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How to safely use a space heater, according to Connecticut Fire Academy

Boston firefighters climb aerial and tower ladders as they battle an apartment building fire in Boston, Massachusetts on Oct. 27, 2018.
Photo by John Tlumacki
Boston Globe via Getty Images
Boston firefighters climb aerial and tower ladders as they battle an apartment building fire on Oct. 27, 2018.

After a space heater contributed to a deadly fire in New York City over the weekend, Alan Zygmunt, director of public education at the Connecticut Fire Academy, has guidance on how to minimize this risk in your own home.

  • Give space heaters space. “Anything at all that can catch fire, you want to keep at least 3 feet away from an operating space heater,” Zygmunt said.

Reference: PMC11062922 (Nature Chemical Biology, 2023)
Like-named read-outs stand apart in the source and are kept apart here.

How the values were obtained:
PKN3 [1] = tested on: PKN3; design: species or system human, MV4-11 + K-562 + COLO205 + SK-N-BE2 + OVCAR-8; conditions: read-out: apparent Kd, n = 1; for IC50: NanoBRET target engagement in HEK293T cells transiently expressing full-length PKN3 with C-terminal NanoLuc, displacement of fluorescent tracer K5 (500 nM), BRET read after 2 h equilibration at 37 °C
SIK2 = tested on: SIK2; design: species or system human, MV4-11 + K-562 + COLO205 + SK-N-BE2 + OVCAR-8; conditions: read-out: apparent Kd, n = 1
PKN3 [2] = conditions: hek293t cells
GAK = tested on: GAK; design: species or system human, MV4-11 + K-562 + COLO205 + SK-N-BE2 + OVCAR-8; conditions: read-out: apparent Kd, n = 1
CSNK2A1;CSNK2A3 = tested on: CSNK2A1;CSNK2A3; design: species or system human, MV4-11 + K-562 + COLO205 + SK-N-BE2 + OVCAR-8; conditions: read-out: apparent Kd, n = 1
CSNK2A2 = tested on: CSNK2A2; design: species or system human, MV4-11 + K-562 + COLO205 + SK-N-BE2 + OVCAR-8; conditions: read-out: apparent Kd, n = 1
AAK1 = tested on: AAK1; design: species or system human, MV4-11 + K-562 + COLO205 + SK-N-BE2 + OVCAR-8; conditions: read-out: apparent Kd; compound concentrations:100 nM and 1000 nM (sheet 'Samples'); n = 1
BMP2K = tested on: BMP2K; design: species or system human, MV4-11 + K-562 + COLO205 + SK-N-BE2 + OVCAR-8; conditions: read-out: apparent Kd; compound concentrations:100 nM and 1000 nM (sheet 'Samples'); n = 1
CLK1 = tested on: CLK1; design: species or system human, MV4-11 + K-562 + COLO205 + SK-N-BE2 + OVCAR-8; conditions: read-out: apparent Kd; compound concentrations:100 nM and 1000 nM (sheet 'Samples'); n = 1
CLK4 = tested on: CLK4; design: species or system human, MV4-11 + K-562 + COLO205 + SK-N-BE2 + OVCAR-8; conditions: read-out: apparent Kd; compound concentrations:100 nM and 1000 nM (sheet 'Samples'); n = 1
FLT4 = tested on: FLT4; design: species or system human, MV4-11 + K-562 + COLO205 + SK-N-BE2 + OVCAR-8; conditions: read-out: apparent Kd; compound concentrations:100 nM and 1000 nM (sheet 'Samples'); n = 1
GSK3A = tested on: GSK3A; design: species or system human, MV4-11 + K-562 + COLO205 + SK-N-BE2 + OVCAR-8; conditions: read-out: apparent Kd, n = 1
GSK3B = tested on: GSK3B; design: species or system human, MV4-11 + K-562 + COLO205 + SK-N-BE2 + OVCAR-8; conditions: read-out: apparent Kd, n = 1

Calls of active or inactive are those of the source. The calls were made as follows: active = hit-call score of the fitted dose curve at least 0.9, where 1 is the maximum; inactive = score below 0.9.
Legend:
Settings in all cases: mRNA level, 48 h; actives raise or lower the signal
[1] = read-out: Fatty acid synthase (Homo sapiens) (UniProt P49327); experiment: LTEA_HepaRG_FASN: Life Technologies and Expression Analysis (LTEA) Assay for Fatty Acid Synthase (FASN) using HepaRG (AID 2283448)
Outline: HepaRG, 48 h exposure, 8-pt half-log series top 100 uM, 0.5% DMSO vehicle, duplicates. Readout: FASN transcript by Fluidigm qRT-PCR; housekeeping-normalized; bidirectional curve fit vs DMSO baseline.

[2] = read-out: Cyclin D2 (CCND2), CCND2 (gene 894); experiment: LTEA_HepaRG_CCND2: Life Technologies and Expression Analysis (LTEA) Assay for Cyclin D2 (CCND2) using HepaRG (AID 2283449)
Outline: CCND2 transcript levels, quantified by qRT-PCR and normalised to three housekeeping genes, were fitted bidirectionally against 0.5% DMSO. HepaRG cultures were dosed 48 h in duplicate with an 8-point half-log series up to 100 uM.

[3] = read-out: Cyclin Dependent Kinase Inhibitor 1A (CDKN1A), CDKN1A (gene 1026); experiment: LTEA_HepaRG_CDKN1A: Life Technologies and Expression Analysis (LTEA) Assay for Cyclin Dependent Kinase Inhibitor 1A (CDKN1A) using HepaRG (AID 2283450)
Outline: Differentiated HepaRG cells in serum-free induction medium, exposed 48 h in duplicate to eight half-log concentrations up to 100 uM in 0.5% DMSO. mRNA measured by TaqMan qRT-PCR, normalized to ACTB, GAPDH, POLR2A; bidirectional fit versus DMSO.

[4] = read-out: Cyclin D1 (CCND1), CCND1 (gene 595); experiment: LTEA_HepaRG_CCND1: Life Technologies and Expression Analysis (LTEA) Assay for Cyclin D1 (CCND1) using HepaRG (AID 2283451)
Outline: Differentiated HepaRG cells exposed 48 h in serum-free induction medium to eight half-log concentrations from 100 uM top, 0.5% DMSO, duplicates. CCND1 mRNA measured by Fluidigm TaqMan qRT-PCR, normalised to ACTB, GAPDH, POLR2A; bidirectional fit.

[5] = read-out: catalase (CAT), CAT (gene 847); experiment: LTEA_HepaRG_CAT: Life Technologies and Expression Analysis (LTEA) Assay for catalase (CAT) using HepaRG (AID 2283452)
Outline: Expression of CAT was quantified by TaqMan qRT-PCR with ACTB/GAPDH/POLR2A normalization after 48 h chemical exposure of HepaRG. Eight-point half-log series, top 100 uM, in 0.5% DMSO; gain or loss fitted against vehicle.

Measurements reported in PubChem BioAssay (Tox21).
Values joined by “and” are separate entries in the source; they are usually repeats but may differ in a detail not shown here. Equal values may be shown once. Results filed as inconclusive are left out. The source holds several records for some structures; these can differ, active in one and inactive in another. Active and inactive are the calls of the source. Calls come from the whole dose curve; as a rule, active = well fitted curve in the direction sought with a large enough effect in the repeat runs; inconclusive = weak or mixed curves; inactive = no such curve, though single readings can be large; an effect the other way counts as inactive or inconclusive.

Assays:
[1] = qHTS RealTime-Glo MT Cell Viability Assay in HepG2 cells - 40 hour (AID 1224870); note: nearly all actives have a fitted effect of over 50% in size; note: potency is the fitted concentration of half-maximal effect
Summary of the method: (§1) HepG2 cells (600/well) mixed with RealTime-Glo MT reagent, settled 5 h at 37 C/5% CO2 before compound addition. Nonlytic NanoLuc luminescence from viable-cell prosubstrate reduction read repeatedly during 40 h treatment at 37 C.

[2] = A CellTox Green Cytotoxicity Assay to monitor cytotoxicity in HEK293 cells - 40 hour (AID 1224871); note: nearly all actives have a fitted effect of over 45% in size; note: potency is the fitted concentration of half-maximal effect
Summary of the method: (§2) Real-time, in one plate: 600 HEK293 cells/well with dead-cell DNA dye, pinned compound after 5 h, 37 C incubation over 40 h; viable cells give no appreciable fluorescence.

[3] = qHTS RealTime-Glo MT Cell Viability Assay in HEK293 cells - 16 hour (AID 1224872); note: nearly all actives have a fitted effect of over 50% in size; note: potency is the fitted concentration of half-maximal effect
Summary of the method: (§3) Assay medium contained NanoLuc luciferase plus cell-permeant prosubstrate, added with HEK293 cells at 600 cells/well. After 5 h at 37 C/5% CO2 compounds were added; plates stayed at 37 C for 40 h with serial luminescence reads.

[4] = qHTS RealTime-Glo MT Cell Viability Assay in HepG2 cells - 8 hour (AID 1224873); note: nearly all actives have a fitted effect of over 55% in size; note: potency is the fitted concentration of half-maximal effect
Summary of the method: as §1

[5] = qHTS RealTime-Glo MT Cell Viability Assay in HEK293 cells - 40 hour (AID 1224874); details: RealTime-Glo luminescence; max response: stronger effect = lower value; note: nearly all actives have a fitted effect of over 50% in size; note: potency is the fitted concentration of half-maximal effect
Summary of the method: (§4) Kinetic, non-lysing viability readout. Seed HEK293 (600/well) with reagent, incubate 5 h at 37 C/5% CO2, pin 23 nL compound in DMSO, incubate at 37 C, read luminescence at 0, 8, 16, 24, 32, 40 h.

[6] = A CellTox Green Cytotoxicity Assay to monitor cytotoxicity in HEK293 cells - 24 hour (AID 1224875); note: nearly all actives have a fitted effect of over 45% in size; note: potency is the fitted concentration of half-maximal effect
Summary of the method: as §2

• Plug your heater directly into the wall, not an extension cord or surge protector. Space heaters generate a lot of heat, which extension cords can’t always handle. “Surge protectors are designed for lightning storms and other power problems,” Zygmunt said. “However, sometimes it gives people a false sense of security that a surge protector is going to protect them from a fire, when it really does not.”
  • Consider buying a newer model if your space heater is more than a few years old. “If it gets tipped over or knocked down by somebody tripping over the chord or whatever, it can easily cause a fire by hitting something combustible. The newer versions have an anti-tip feature. It will automatically shut off,” Zygmunt said. If you aren’t sure whether your heater has this function, you can check with the manufacturer.
  • Test your smoke detectors monthly, as fires are always possible. “They deteriorate over time,” Zygmunt said. “Push that button, hold the button, and make sure that it goes off.”

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